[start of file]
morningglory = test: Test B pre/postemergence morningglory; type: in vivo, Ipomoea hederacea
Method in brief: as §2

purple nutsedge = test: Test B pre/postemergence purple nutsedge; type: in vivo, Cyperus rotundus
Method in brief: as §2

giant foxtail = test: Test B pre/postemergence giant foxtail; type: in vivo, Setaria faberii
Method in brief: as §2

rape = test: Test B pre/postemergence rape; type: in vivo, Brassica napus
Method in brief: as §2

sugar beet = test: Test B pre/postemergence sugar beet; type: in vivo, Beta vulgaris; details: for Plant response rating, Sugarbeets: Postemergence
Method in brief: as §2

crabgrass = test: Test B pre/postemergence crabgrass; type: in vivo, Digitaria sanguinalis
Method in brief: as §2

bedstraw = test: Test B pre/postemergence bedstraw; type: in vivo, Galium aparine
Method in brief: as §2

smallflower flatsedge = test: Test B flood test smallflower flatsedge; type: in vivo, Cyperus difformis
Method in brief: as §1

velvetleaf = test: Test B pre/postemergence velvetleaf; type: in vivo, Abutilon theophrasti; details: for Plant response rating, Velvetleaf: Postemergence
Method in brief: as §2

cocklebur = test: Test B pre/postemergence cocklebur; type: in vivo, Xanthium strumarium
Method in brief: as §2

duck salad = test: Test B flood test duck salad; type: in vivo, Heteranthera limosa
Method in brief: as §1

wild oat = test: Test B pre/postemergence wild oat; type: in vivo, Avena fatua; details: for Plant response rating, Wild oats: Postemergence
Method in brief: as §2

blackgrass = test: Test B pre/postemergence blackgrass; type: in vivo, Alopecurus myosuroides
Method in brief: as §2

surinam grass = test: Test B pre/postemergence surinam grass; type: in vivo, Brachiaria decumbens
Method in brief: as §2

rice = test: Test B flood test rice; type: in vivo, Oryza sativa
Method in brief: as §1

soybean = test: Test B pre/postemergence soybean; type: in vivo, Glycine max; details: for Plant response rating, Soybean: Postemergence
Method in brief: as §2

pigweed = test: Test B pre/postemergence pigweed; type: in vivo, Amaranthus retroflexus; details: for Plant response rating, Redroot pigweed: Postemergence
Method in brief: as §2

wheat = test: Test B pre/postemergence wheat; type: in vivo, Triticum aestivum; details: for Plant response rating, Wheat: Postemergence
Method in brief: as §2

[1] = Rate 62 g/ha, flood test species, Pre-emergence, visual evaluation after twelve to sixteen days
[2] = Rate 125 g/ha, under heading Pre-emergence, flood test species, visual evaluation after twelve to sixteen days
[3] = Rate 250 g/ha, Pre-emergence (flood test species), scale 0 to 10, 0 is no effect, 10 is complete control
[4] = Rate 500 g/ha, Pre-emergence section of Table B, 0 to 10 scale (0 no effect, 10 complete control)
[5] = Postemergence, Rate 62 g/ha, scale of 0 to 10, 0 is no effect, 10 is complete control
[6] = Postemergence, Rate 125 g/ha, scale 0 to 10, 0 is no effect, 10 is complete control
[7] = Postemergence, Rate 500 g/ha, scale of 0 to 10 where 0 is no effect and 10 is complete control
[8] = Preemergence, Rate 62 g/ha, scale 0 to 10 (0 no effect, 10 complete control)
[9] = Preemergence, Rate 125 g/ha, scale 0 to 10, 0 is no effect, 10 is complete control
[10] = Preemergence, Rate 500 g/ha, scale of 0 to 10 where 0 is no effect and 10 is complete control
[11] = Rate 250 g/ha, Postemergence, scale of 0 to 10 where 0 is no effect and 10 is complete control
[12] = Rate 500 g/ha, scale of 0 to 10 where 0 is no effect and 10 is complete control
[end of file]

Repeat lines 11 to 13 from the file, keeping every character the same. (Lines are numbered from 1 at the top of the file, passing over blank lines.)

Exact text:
crabgrass = test: Test B pre/postemergence crabgrass; type: in vivo, Digitaria sanguinalis
Method in brief: as §2

bedstraw = test: Test B pre/postemergence bedstraw; type: in vivo, Galium aparine